Associative overdominance due to linked detrimental mutations was investigated using the method of moment equations based on diffusion models. The expectation of the apparent selective value at the marker (neutral) locus has been evaluated. Assume two linked loci, at one of which the steady flux equilibrium is reached under constant mutational input of deleterious mutations (with rate v) having disadvantages hs in heterozygote and s in homozygotes. At another locus, the neutral alleles are segregating with frequencies near 0·5. Let Ne be the effective size of the population and c be the recombination fraction between the two loci. Then the coefficient of associative overdominance at the neutral locus can be obtained by taking the expectation with respect to chromosome frequencies at steady flux equilibrium. It becomes approximately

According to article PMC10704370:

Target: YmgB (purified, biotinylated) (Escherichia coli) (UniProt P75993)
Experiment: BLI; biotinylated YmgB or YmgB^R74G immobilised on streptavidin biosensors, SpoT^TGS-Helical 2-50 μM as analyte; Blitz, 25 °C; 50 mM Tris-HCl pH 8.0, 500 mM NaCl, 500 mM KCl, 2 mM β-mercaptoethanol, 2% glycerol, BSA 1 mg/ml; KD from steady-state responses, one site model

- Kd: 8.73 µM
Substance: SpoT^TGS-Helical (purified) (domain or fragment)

where (LI−L0) is the inbreeding depression caused by deleterious mutations under complete inbreeding, and Nehs ≫ l and hs ≫ v are assumed. More generally, if the inbreeding depression of a chromosome segment with a length of recombination fraction C is (LI−L0) then s′ at the neutral marker at the edge of the segment is
where hs is the average heterozygote disadvantage of detrimentals.
The significance of the associative overdominance is discussed in relation to actual observations. It is proposed that the most of the observed heterozygote superiority including inversion chromosomes of Drosophila, isozyme alleles in Avena and ABO blood group genes in man could be explained by the associated detrimentals.
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